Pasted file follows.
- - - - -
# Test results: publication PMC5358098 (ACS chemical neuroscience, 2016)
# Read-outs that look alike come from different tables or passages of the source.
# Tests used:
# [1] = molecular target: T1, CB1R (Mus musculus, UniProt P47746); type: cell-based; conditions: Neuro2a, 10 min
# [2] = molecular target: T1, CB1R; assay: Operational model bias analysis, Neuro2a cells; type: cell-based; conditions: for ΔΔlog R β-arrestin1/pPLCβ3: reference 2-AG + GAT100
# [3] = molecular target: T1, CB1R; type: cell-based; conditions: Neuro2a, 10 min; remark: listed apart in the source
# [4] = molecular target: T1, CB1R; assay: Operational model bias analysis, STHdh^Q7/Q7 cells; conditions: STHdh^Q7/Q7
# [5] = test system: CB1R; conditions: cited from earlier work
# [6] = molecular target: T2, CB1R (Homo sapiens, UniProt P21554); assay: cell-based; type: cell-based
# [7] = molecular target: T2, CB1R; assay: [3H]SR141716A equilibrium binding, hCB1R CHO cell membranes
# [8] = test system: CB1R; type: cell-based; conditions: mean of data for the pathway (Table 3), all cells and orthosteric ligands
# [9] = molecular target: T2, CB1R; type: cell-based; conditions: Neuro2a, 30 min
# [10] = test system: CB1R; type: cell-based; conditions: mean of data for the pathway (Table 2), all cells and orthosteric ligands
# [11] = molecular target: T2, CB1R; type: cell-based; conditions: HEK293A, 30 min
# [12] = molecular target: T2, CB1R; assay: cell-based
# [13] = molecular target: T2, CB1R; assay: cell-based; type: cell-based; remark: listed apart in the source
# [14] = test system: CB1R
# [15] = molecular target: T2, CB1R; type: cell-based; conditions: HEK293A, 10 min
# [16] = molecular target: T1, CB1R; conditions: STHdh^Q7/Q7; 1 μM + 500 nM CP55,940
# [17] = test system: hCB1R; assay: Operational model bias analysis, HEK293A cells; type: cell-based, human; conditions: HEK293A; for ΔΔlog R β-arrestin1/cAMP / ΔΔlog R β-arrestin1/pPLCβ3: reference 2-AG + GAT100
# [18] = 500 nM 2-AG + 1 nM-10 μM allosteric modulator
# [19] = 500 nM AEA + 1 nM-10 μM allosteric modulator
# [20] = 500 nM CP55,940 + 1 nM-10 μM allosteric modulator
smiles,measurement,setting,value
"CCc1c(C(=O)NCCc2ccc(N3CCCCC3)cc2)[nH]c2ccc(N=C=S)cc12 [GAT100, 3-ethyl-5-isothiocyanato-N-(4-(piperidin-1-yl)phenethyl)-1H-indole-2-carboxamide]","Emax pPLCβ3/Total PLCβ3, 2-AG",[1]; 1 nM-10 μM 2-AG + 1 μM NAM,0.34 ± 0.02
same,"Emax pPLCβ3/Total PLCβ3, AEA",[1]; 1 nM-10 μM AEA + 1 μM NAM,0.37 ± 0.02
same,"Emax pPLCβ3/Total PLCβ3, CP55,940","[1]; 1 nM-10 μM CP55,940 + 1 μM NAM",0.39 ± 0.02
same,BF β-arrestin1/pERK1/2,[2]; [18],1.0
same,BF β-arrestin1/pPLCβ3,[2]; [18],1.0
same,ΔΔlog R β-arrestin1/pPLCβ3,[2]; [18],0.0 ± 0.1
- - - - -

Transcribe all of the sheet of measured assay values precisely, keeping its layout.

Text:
# Test results: publication PMC5358098 (ACS chemical neuroscience, 2016)
# Read-outs that look alike come from different tables or passages of the source.
# Tests used:
# [1] = molecular target: T1, CB1R (Mus musculus, UniProt P47746); type: cell-based; conditions: Neuro2a, 10 min
# [2] = molecular target: T1, CB1R; assay: Operational model bias analysis, Neuro2a cells; type: cell-based; conditions: for ΔΔlog R β-arrestin1/pPLCβ3: reference 2-AG + GAT100
# [3] = molecular target: T1, CB1R; type: cell-based; conditions: Neuro2a, 10 min; remark: listed apart in the source
# [4] = molecular target: T1, CB1R; assay: Operational model bias analysis, STHdh^Q7/Q7 cells; conditions: STHdh^Q7/Q7
# [5] = test system: CB1R; conditions: cited from earlier work
# [6] = molecular target: T2, CB1R (Homo sapiens, UniProt P21554); assay: cell-based; type: cell-based
# [7] = molecular target: T2, CB1R; assay: [3H]SR141716A equilibrium binding, hCB1R CHO cell membranes
# [8] = test system: CB1R; type: cell-based; conditions: mean of data for the pathway (Table 3), all cells and orthosteric ligands
# [9] = molecular target: T2, CB1R; type: cell-based; conditions: Neuro2a, 30 min
# [10] = test system: CB1R; type: cell-based; conditions: mean of data for the pathway (Table 2), all cells and orthosteric ligands
# [11] = molecular target: T2, CB1R; type: cell-based; conditions: HEK293A, 30 min
# [12] = molecular target: T2, CB1R; assay: cell-based
# [13] = molecular target: T2, CB1R; assay: cell-based; type: cell-based; remark: listed apart in the source
# [14] = test system: CB1R
# [15] = molecular target: T2, CB1R; type: cell-based; conditions: HEK293A, 10 min
# [16] = molecular target: T1, CB1R; conditions: STHdh^Q7/Q7; 1 μM + 500 nM CP55,940
# [17] = test system: hCB1R; assay: Operational model bias analysis, HEK293A cells; type: cell-based, human; conditions: HEK293A; for ΔΔlog R β-arrestin1/cAMP / ΔΔlog R β-arrestin1/pPLCβ3: reference 2-AG + GAT100
# [18] = 500 nM 2-AG + 1 nM-10 μM allosteric modulator
# [19] = 500 nM AEA + 1 nM-10 μM allosteric modulator
# [20] = 500 nM CP55,940 + 1 nM-10 μM allosteric modulator
smiles,measurement,setting,value
"CCc1c(C(=O)NCCc2ccc(N3CCCCC3)cc2)[nH]c2ccc(N=C=S)cc12 [GAT100, 3-ethyl-5-isothiocyanato-N-(4-(piperidin-1-yl)phenethyl)-1H-indole-2-carboxamide]","Emax pPLCβ3/Total PLCβ3, 2-AG",[1]; 1 nM-10 μM 2-AG + 1 μM NAM,0.34 ± 0.02
same,"Emax pPLCβ3/Total PLCβ3, AEA",[1]; 1 nM-10 μM AEA + 1 μM NAM,0.37 ± 0.02
same,"Emax pPLCβ3/Total PLCβ3, CP55,940","[1]; 1 nM-10 μM CP55,940 + 1 μM NAM",0.39 ± 0.02
same,BF β-arrestin1/pERK1/2,[2]; [18],1.0
same,BF β-arrestin1/pPLCβ3,[2]; [18],1.0
same,ΔΔlog R β-arrestin1/pPLCβ3,[2]; [18],0.0 ± 0.1